At the risk of sounding like a Carlsberg advert, “The Journal of the Left-handed Biochemist doesn’t do award ceremonies, but if we did…” – what would be the winner of “Best Science programme” during the last 12 months?
In truth, I think it has been a bumper year for science programmes. There has been a tangible return to form at Horizon – the first three episodes of the current series, for example, have all included significant coverage of molecular biology. There were commendable features to the mini-series Prof Regan’s Diet Clinic/Medicine Cabinet/Nursery/Health Spa (I have posted a separate review of Prof Regan’s Medicine Cabinet here) although it did let itself down at times by commiting some of the same mistakes it was accusing others of making. Pitched at a slightly different audience, it is also good to welcome Bang Goes the Theory to finally fill a gap in popular science coverage left empty since the demise of Tomorrow’s World around 2003.
The BBC Four War Beneath the Skin season in the late summer was consistently strong. Breaking the Mould: The Story of Penicillin helped to amend the traditional account of the birth of antibiotics as therapeutics and Spanish Flu: The Forgotten Fallen recreated events surrounding the battle to protect Manchester from the 1918 influenza epidemic (it also gave them a chance to re-transmit Mutant Mouse and Superfly, documentaries on research using model organisms, from 2004).
My winner of the grand prize would be another programme from that season. Adam Rutherford’s Cell – a 3-part series The Hidden Kingdom, The Chemistry of Life and The Spark of Life – was outstanding. Of the three, it is The Chemistry of Life that is my outright favourite.
The programme tells the story of the identification of DNA as the molecule of inheritance. Beginning with Friedrich Miescher’s original isolation of DNA in 1868, and his amazing determination of its chemical composition, the episode reflects on the key experiments of Theodore Boveri, Thomas Hunt Morgan, Fred Griffith, Oswald Avery, Maurice Wilkins & Rosalind Franklin, James Watson & Francis Crick, culminating with Walter Gehring’s discovery and characterisation of homeobox genes in the 1980s and 1990s (more details can be seen in my notes on the programme, via this link).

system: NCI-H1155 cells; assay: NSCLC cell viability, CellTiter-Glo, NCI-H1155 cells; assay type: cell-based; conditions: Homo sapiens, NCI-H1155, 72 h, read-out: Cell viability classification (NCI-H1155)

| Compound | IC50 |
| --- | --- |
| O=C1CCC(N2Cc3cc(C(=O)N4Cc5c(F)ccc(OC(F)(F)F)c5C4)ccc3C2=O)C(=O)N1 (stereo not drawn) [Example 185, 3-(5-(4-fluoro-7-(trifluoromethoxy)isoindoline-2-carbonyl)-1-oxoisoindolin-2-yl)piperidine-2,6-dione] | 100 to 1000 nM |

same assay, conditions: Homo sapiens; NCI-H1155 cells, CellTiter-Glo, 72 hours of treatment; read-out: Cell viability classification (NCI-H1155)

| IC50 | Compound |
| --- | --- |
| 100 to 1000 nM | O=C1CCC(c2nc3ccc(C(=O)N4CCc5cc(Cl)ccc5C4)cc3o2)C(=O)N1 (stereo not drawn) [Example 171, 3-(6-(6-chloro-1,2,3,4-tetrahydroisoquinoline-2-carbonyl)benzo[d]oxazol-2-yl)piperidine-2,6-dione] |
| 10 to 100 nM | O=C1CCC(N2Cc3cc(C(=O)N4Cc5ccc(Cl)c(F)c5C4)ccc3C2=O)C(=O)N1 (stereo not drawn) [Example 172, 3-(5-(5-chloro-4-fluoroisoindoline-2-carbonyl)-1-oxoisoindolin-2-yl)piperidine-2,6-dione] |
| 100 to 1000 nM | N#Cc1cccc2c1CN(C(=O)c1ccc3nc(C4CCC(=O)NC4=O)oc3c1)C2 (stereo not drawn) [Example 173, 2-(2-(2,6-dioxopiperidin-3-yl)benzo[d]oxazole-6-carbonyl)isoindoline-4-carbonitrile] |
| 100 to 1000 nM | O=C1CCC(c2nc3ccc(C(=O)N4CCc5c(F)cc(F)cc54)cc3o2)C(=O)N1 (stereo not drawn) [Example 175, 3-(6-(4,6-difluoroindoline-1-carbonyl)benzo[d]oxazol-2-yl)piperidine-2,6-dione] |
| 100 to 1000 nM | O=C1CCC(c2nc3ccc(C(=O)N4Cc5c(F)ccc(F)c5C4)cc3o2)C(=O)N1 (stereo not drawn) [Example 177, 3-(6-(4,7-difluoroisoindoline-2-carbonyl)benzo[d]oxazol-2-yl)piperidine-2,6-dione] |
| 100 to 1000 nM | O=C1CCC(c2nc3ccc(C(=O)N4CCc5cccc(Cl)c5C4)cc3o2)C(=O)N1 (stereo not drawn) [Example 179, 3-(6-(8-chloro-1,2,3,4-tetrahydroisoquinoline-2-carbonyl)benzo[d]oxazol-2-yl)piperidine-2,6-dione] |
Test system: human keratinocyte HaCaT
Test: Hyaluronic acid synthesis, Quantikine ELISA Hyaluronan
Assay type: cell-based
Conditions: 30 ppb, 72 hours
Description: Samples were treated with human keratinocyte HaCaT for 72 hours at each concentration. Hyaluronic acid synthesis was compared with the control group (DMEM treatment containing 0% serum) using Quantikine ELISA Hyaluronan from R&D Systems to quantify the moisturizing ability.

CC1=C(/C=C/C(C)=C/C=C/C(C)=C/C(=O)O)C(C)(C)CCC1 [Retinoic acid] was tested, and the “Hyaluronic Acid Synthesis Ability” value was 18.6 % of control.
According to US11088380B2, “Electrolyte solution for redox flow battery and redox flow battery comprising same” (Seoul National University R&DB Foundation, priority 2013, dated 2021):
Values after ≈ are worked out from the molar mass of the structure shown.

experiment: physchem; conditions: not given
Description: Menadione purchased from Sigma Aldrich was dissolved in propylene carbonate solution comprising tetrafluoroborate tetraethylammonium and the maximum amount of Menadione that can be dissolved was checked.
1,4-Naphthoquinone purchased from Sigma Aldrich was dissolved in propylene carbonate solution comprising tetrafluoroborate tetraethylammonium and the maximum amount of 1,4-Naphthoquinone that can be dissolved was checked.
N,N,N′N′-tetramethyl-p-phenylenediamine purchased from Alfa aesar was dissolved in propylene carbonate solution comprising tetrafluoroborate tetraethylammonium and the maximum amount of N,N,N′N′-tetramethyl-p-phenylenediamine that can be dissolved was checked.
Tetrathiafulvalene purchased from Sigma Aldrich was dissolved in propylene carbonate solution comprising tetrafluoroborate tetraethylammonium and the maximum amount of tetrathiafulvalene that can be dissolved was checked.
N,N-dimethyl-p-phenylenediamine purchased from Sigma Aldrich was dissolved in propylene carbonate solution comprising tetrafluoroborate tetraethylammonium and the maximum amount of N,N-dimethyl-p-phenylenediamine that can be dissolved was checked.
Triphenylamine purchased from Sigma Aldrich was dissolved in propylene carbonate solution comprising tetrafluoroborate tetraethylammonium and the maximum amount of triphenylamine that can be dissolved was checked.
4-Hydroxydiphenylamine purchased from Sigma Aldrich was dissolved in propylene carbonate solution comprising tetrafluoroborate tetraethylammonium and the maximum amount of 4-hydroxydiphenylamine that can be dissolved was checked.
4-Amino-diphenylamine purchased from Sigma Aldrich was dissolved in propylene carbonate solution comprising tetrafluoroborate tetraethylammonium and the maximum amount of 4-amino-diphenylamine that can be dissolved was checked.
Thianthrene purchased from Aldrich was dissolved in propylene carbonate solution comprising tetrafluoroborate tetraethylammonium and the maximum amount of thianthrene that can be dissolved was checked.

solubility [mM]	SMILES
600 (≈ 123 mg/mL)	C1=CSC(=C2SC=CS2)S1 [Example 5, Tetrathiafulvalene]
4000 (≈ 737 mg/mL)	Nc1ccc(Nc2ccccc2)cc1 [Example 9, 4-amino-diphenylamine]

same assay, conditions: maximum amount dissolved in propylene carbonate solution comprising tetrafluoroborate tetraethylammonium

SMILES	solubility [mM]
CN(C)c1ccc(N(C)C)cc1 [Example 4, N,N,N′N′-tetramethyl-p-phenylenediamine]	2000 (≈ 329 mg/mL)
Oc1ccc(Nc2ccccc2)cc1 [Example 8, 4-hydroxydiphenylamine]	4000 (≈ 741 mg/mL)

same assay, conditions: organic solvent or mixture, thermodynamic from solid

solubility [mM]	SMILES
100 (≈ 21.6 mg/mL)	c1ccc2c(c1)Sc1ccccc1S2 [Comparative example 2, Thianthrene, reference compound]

The Chemistry of Life can serve as an excellent component of an introductory module on molecular biology for first year undergraduates. Important discoveries are laid out in an accurate yet engaging way. I particularly like the way that the episode naturally demonstrates the evolution of scientific ideas.
The programme has a certain “yuk factor” that serves to keep it captivating for a youthful audience; description of Miescher’s isolation of pus from the sheets of wounded soldiers and footage of a transgenic Drosophila fly with eyes all over its body being two examples. The episode also has its lighter moments – Rutherford’s visit to the Bay of Naples includes him partaking of a local delicacy as he eats raw urchin gonad straight from the spine-encrusted shell. Later on he deliberately burns his arm with a hot spoon, but it is evident that it was rather hotter than he intended. Perhaps best of all, archive footage of Maurice Wilkins describing ‘MOWlecules’ with received pronunciation and his explanation that X-rays are “wavy” were reminiscent of the Mr Cholmondley-Warner sketches from the old Harry Enfield series.
Having said that, the film would be a useful teaching resource for first year undergraduates, I think that you would want to include time to emphasise the main points and to put back some of the detail that has inevitably been skipped. For example, fuller description of the basis of Griffith’s experiments with smooth and rough strains of Streptococcus pneumoniae would be beneficial. It is a minor irritation that no on-screen captioning supports the introduction of dead scientists, so offering a class a sheet with the names of the individuals might help students to structure any notes they wished to take.
Do you think a different science programme is more worthy of the title “Best Science Programme of the year”? If so, how about using the comment facility to share your suggestions.